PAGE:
Curzon Bloomsbury

Aftersun

Written and directed by Charlotte Wells, this film stars Normal People heartthrob Paul Mescal as Calum, and Frankie Corio as his 11-year-old daughter Sophie. They are on holiday at a Turkish resort on the eve of Calum’s 31st birthday and it’s the Nineties.

The film, which is from super producer A24 (who also brought audiences humdingers such as Moonlight and Uncut Gems) has garnered near-universal praise, with one British newspaper saying “Wells’s movie ripples and shimmers like a swimming pool of mystery” and The Standard calling it “astonishingly beautiful”. The film has been nominated for 84 awards and won 30, including the French Touch Prize of the Jury at Cannes, and Best British Independent Film and Best Director at the British Independent Film Awards.

Curzon Soho/Hoxton/Camden/Bloomsbury and Picturehouse Crouch End, East Dulwich, Finsbury Park, Fulham Road, Greenwich, Hackney, Central, Ritzy

Living

Living is an adaptation of Akira Kurosawa’s drama 1952 Ikiru, about an office worker who learns he has a terminal illness and starts to reflect on his life. With a screenplay by Kazuo Ishiguro, and starring Bill Nighy it’s no wonder that the reviews have been near-wholly glowing. The New York Times said: “It’s not a holiday movie, at least not explicitly, but like A Christmas Carol and other Yuletide ghost stories, it’s a film that steps back to consider the rituals and routines we perpetuate, the ways we’ve changed since the last break. And the ways we haven’t.”

Curzon Mayfair and Picturehouse Bromley, Crouch End, Fulham Road, Central

Triangle of Sadness

The latest film from Ruben Östlund won the Palme d’Or at Cannes. It stars upcoming British actor Harris Dickinson alongside the late model Charlbi Dean as couple Carl and Yaya who end up on a luxury yacht alongside Russian oligarchs, arms dealers and other elites. The Standard called it a “nasty hoot” and “relentlessly funny” despite the film’s many ideas always “always aiming below the belt”. If in The Square Östlund took on the art world, in Triangle of Sadness, he takes on the rich – and judging by the trailer things get gross pretty quickly.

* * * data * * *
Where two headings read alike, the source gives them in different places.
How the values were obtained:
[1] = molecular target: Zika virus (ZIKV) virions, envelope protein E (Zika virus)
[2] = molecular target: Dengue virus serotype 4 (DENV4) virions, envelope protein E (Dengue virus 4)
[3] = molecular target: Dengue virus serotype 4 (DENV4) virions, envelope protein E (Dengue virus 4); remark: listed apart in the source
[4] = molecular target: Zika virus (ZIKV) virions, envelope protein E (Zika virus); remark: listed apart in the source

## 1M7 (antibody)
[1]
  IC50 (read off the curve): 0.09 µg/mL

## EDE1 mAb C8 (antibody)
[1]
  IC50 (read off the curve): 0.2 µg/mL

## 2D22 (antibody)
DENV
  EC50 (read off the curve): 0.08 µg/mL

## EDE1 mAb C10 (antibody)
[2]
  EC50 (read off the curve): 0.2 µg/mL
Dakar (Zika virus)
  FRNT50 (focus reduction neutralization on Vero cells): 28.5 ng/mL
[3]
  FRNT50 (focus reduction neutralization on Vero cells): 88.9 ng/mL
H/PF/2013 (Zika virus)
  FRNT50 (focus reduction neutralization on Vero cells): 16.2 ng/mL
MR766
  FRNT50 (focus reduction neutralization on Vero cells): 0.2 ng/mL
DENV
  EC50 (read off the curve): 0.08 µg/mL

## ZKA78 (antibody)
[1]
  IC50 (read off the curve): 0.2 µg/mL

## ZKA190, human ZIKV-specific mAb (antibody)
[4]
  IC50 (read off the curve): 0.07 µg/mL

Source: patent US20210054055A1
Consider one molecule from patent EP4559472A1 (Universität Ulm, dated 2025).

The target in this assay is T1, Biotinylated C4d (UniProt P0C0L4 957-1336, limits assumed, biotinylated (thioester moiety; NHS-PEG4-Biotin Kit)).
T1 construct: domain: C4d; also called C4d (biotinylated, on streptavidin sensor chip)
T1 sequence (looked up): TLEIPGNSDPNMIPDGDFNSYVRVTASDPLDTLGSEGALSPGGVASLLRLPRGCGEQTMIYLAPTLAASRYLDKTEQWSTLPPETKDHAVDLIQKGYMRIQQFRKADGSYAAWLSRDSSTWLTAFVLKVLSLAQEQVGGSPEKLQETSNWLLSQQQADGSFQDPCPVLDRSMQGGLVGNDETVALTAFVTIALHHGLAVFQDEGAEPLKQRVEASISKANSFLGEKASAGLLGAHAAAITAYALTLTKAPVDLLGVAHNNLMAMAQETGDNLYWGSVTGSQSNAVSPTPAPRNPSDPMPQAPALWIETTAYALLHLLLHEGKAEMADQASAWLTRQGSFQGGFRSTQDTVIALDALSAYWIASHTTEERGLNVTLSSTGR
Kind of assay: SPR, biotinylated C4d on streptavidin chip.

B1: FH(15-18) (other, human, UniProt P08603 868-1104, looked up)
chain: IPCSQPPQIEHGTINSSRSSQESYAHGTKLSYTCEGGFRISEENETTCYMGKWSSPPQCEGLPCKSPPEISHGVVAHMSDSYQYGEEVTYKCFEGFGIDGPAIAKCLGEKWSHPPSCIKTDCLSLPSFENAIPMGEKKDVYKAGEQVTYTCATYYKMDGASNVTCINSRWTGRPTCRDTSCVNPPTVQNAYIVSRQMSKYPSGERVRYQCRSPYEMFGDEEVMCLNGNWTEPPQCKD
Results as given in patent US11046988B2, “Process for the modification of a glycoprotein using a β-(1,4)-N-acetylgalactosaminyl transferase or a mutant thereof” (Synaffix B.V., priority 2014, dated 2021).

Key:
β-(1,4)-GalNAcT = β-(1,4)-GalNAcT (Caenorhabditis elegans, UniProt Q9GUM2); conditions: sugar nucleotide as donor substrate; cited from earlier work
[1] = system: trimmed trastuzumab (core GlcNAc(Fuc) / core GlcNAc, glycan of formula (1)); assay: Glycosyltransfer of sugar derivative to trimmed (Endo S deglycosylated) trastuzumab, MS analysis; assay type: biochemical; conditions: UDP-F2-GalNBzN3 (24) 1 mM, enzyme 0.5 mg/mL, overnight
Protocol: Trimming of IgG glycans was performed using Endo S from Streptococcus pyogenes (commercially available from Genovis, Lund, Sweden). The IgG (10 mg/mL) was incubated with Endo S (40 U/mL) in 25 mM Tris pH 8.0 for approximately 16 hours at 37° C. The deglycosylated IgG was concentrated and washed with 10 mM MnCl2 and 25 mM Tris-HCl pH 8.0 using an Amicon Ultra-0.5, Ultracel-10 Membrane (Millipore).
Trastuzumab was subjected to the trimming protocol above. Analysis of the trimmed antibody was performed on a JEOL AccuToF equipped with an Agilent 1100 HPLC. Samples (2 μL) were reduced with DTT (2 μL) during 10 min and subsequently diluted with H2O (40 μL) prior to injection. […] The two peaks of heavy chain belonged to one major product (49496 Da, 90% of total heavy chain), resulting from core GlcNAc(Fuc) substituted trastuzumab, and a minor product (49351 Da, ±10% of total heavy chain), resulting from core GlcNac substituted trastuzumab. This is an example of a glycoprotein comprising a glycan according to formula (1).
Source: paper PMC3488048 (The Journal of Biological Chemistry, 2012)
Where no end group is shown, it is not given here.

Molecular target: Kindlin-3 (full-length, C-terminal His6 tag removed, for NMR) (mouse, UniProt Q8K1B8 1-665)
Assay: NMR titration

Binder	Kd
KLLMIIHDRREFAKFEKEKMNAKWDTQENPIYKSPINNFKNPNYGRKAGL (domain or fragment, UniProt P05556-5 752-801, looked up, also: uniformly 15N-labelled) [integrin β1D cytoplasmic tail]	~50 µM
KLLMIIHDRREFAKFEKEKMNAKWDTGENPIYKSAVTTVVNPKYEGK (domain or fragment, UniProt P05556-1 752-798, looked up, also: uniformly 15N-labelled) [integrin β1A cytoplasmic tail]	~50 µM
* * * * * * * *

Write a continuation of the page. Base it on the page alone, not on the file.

Curzon Aldgate, Victoria and Picturehouse Crouch End, Finsbury Park, Fulham Road, Hackney

She Said

This film about the journalists who broke the Weinstein story was a flop when it first opened at the end of November, despite starring Zoe Kazan and Carey Mulligan as Jodi Kantor and Megan Twohey (the film is based on their best-selling book) and being directed by award-winning filmmaker Maria Schrader. Perhaps there just wasn’t the appetite out there for more Weinstein. Reviewers said that the film was made without any sensationalisation: “It’s not smug or preachy and gives space to the non-glamorous figures, many of them men, who helped Twohey and Kantor in their quest,” said The Standard.

Picturehouse Crouch End, Hackney, Central